College Physics for AP® Courses 2e

# Connection for AP® Courses

College Physics for AP® Courses 2eConnection for AP® Courses

Figure 14.1 (a) The chilling effect of a clear breezy night is produced by the wind and by radiative heat transfer to cold outer space. (b) There was once great controversy about the Earth’s age, but it is now generally accepted to be about 4.5 billion years old. Much of the debate is centered on the Earth’s molten interior. According to our understanding of heat transfer, if the Earth is really that old, its center should have cooled off long ago. The discovery of radioactivity in rocks revealed the source of energy that keeps the Earth’s interior molten, despite heat transfer to the surface, and from there to cold outer space.

Heat is one of the most intriguing of the many ways in which energy goes from one place to another. Heat is often hidden, as it only exists when energy is in transit, and the methods of transfer are distinctly different. Energy transfer by heat touches every aspect of our lives, and helps us to understand how the universe functions. It explains the chill you feel on a clear breezy night, and why Earth’s core has yet to cool.

In this chapter, the ideas of temperature and thermal energy are used to examine and define heat, how heat is affected by the thermal properties of materials, and how the various mechanisms of heat transfer function. These topics are fundamental and practical, and will be returned to in future chapters. Big Idea 4 of the AP® Physics Curriculum Framework is supported by a discussion of how systems interact through energy transfer by heat and how this leads to changes in the energy of each system. Big Idea 5 is supported by exploration of the law of energy conservation that governs any changes in the energy of a system. Heat involves the transfer of thermal energy, or internal energy, from one system to another or to its surroundings, and so leads to a change in the internal energy of the system. This is analogous to the way work transfers mechanical energy to a mass to change its kinetic or potential energy. However, heat occurs as a spontaneous process, in which thermal energy is transferred from a higher temperature system to a lower temperature system.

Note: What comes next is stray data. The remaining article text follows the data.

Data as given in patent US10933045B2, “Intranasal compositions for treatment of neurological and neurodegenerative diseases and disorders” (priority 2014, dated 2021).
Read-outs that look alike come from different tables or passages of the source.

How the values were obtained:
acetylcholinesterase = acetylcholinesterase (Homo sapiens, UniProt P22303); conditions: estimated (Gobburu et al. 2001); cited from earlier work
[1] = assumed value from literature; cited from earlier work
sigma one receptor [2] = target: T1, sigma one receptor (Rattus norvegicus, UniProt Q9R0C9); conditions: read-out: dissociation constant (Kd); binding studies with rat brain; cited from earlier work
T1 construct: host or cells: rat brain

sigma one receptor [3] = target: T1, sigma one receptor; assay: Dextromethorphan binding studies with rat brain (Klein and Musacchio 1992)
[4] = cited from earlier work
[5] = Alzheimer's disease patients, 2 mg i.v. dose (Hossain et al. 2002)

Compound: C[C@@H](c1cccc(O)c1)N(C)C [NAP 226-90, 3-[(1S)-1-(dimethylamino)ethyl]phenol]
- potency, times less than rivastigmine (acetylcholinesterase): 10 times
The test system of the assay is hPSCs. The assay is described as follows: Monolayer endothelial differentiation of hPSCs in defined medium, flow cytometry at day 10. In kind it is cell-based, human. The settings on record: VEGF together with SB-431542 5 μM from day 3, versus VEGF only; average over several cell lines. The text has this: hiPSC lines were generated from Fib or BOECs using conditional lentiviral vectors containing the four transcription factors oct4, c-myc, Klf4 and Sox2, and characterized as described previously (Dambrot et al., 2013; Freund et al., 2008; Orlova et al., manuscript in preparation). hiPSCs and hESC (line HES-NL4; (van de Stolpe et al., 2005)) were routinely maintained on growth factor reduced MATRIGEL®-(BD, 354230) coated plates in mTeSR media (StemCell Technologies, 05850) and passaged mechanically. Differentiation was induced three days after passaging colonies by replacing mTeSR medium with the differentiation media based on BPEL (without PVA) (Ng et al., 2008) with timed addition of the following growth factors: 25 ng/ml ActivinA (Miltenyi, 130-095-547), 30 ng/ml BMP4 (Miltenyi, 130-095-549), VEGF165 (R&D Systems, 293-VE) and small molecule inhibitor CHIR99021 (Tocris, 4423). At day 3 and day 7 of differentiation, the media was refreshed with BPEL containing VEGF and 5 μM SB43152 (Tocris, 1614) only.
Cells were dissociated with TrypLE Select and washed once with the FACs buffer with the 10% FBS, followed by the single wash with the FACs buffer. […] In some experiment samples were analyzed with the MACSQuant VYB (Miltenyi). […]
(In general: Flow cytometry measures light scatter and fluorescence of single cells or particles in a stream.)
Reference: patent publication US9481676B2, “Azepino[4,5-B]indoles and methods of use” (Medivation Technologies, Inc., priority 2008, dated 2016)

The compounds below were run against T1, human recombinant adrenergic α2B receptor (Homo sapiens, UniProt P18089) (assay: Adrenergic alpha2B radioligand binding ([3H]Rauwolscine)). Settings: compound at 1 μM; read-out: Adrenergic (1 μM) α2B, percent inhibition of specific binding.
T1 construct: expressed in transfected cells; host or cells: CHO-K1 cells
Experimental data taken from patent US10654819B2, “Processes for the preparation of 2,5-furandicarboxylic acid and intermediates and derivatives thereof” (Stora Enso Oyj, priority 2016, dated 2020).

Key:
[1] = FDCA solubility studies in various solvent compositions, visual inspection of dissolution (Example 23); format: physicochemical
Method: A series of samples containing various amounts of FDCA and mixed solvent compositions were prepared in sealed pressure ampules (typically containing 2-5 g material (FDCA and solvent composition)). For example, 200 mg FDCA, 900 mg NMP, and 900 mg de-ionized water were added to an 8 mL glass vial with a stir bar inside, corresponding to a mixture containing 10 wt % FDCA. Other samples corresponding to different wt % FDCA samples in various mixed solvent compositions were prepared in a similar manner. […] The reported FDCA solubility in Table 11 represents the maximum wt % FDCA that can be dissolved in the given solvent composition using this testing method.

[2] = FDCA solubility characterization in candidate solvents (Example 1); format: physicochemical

Big Idea 1 is supported by examination of the internal structure of systems, which determines the nature of those energy changes and the mechanism of heat transfer. Macroscopic properties, such as heat capacity, latent heat, and thermal conductivity, depend on the arrangements and interactions of the atoms or molecules in a substance. The arrangement of these particles also determines whether thermal energy will be transferred through direct physical contact between systems (conduction), through the motion of fluids with different temperatures (convection), or through emission or absorption of radiation.

Big Idea 1 Objects and systems have properties such as mass and charge. Systems may have internal structure.

Enduring Understanding 1.E Materials have many macroscopic properties that result from the arrangement and interactions of the atoms and molecules that make up the material.

Essential Knowledge 1.E.3 Matter has a property called thermal conductivity.

Big Idea 4 Interactions between systems can result in changes in those systems.

Enduring Understanding 4.C Interactions with other objects or systems can change the total energy of a system.

Essential Knowledge 4.C.3 Energy is transferred spontaneously from a higher temperature system to a lower temperature system. The process through which energy is transferred between systems at different temperatures is called heat.

Big Idea 5 Changes that occur as a result of interactions are constrained by conservation laws.

Enduring Understanding 5.B The energy of a system is conserved.

Essential Knowledge 5.B.6 Energy can be transferred by thermal processes involving differences in temperature; the amount of energy transferred in this process of transfer is called heat.